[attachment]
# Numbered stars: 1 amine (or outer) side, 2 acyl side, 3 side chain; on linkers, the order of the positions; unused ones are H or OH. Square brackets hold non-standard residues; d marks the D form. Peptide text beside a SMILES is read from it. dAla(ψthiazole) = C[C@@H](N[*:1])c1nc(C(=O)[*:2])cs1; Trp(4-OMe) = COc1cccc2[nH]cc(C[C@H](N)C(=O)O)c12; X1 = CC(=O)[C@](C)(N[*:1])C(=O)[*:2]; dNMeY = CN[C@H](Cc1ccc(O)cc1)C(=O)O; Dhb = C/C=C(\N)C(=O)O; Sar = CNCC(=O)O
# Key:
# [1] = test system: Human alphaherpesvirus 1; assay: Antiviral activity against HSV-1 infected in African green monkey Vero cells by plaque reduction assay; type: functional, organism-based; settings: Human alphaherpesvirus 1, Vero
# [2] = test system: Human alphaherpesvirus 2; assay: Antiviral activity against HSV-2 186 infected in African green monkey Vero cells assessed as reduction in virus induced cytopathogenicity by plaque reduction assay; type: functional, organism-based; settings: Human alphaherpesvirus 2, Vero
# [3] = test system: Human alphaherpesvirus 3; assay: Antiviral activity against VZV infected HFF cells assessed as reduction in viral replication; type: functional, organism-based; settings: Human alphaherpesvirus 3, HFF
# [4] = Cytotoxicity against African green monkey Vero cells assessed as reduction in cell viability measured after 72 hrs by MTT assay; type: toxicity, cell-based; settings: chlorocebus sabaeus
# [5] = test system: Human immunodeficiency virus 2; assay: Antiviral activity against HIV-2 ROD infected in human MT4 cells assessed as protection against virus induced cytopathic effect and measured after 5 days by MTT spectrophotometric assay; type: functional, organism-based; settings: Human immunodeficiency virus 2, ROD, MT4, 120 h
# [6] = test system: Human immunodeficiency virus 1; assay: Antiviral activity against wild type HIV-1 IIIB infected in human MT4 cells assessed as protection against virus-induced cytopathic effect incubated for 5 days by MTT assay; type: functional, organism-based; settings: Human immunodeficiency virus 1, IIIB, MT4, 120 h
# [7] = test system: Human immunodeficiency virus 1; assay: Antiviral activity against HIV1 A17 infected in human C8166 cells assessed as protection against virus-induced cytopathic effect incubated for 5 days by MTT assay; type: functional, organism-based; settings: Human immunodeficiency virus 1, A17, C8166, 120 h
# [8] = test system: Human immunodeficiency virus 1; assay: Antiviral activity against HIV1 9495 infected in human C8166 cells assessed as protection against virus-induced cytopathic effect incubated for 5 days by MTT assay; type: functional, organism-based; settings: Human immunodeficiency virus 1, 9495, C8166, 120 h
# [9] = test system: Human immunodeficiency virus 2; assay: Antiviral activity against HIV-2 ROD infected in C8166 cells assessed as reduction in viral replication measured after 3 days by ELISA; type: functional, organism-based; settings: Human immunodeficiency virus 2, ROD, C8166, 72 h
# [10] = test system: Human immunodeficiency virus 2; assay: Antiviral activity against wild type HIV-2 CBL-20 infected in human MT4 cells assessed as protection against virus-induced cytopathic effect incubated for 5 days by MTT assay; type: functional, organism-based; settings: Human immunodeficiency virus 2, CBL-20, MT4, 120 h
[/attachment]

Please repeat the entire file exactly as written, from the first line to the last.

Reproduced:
# Numbered stars: 1 amine (or outer) side, 2 acyl side, 3 side chain; on linkers, the order of the positions; unused ones are H or OH. Square brackets hold non-standard residues; d marks the D form. Peptide text beside a SMILES is read from it. dAla(ψthiazole) = C[C@@H](N[*:1])c1nc(C(=O)[*:2])cs1; Trp(4-OMe) = COc1cccc2[nH]cc(C[C@H](N)C(=O)O)c12; X1 = CC(=O)[C@](C)(N[*:1])C(=O)[*:2]; dNMeY = CN[C@H](Cc1ccc(O)cc1)C(=O)O; Dhb = C/C=C(\N)C(=O)O; Sar = CNCC(=O)O
# Key:
# [1] = test system: Human alphaherpesvirus 1; assay: Antiviral activity against HSV-1 infected in African green monkey Vero cells by plaque reduction assay; type: functional, organism-based; settings: Human alphaherpesvirus 1, Vero
# [2] = test system: Human alphaherpesvirus 2; assay: Antiviral activity against HSV-2 186 infected in African green monkey Vero cells assessed as reduction in virus induced cytopathogenicity by plaque reduction assay; type: functional, organism-based; settings: Human alphaherpesvirus 2, Vero
# [3] = test system: Human alphaherpesvirus 3; assay: Antiviral activity against VZV infected HFF cells assessed as reduction in viral replication; type: functional, organism-based; settings: Human alphaherpesvirus 3, HFF
# [4] = Cytotoxicity against African green monkey Vero cells assessed as reduction in cell viability measured after 72 hrs by MTT assay; type: toxicity, cell-based; settings: chlorocebus sabaeus
# [5] = test system: Human immunodeficiency virus 2; assay: Antiviral activity against HIV-2 ROD infected in human MT4 cells assessed as protection against virus induced cytopathic effect and measured after 5 days by MTT spectrophotometric assay; type: functional, organism-based; settings: Human immunodeficiency virus 2, ROD, MT4, 120 h
# [6] = test system: Human immunodeficiency virus 1; assay: Antiviral activity against wild type HIV-1 IIIB infected in human MT4 cells assessed as protection against virus-induced cytopathic effect incubated for 5 days by MTT assay; type: functional, organism-based; settings: Human immunodeficiency virus 1, IIIB, MT4, 120 h
# [7] = test system: Human immunodeficiency virus 1; assay: Antiviral activity against HIV1 A17 infected in human C8166 cells assessed as protection against virus-induced cytopathic effect incubated for 5 days by MTT assay; type: functional, organism-based; settings: Human immunodeficiency virus 1, A17, C8166, 120 h
# [8] = test system: Human immunodeficiency virus 1; assay: Antiviral activity against HIV1 9495 infected in human C8166 cells assessed as protection against virus-induced cytopathic effect incubated for 5 days by MTT assay; type: functional, organism-based; settings: Human immunodeficiency virus 1, 9495, C8166, 120 h
# [9] = test system: Human immunodeficiency virus 2; assay: Antiviral activity against HIV-2 ROD infected in C8166 cells assessed as reduction in viral replication measured after 3 days by ELISA; type: functional, organism-based; settings: Human immunodeficiency virus 2, ROD, C8166, 72 h
# [10] = test system: Human immunodeficiency virus 2; assay: Antiviral activity against wild type HIV-2 CBL-20 infected in human MT4 cells assessed as protection against virus-induced cytopathic effect incubated for 5 days by MTT assay; type: functional, organism-based; settings: Human immunodeficiency virus 2, CBL-20, MT4, 120 h